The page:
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Justices Will Hear Argument on Medical Marijuana Laws

June 29, 2004
Linda Greenhouse
New York Times

The Supreme Court agreed on Monday to decide whether Congress has the authority to prohibit the medical use of marijuana in states where the voters or the legislature have approved the drug's use under a doctor's care.

The case, certain to be one of the most closely watched of the court's next term, is an appeal by the Bush administration of a preliminary ruling issued last December by the federal appeals court in San Francisco. That court, finding that the federal Controlled Substances Act was "likely unconstitutional" as applied to two California patients and their suppliers of marijuana, issued an injunction that barred federal enforcement while the case proceeded.

The case was one of eight new appeals the justices granted as they began the last week of their 2003-2004 term. In addition to its implications for social policy, the case raises important federalism questions. One question is whether the power of Congress to regulate interstate commerce extends to marijuana that is cultivated for noncommercial use within the borders of a single state, never traveling in interstate commerce.

California, which adopted its Compassionate Use Act in 1996, is one of nine states that permit marijuana for medical use under some circumstances. The other eight are Alaska, Colorado, Hawaii, Maine, Nevada, Oregon, Vermont and Washington. Similar efforts are under way in other states.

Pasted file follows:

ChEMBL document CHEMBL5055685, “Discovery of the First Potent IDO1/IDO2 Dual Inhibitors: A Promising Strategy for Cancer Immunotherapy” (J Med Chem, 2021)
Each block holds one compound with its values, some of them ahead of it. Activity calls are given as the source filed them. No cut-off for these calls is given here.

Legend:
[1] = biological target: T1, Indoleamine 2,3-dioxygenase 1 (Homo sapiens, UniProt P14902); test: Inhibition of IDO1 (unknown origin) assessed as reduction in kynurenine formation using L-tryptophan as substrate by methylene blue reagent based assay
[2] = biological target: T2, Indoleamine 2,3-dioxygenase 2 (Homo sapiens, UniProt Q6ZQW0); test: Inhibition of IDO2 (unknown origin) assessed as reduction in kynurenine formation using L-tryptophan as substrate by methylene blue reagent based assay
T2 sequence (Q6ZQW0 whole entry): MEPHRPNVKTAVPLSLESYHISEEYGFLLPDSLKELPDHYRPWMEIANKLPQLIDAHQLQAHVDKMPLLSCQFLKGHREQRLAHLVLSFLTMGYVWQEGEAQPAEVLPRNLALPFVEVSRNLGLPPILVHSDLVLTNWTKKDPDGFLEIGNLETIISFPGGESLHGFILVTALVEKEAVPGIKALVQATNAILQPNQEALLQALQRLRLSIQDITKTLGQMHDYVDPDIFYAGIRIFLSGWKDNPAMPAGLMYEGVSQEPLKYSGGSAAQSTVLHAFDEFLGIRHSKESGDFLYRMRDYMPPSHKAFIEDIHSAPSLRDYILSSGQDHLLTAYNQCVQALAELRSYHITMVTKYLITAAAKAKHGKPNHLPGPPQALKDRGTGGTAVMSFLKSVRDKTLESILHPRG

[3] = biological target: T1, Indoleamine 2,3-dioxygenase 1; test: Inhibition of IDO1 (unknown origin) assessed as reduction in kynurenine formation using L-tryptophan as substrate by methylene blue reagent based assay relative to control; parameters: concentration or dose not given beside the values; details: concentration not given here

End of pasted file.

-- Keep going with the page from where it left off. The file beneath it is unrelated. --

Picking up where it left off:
Attorney General John Ashcroft has strongly opposed the state laws. The case the Supreme Court accepted began with a confrontation between sheriff's deputies in Butte County, Calif., and federal drug agents, who both showed up at the home of Diana Monson, a patient whose severe back spasms are not helped by prescription drugs but are alleviated by marijuana, which she uses under her doctor's care. The sheriff's deputies concluded that the marijuana she was growing was legal, but the federal agents seized and destroyed her plants after a three-hour standoff with the deputies.

Ms. Monson and another patient who uses marijuana, Angel McClary Raich, sued the federal government in Federal District Court, seeking an order saying the Controlled Substances Act could not legally be applied to their marijuana use. They lost in that court but won a preliminary injunction in the United States Court of Appeals for the Ninth Circuit, where a 2-to-1 majority found their marijuana cultivation and use to be noncommercial in character and outside the jurisdiction of Congress.

Appealing to the Supreme Court in Ashcroft v. Raich, No. 03-1454, Mr. Ashcroft is arguing that the appeals court's ruling "seriously undermines Congress's comprehensive scheme for the regulation of dangerous drugs." The brief adds: "Marijuana is a commodity that is readily purchased and sold in a well-defined market of drug trafficking," regardless of whether a particular use takes place
within a state's borders.

Copyright © 2004, New York Times